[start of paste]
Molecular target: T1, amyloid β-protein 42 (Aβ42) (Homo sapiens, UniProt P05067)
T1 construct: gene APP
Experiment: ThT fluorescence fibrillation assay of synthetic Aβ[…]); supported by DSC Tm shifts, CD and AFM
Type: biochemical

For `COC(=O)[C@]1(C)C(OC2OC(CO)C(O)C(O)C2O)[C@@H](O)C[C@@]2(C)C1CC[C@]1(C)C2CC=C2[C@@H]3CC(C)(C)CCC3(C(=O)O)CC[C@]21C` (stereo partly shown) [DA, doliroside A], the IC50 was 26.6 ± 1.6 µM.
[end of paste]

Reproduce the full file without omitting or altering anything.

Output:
Molecular target: T1, amyloid β-protein 42 (Aβ42) (Homo sapiens, UniProt P05067)
T1 construct: gene APP
Experiment: ThT fluorescence fibrillation assay of synthetic Aβ[…]); supported by DSC Tm shifts, CD and AFM
Type: biochemical

For `COC(=O)[C@]1(C)C(OC2OC(CO)C(O)C(O)C2O)[C@@H](O)C[C@@]2(C)C1CC[C@]1(C)C2CC=C2[C@@H]3CC(C)(C)CCC3(C(=O)O)CC[C@]21C` (stereo partly shown) [DA, doliroside A], the IC50 was 26.6 ± 1.6 µM.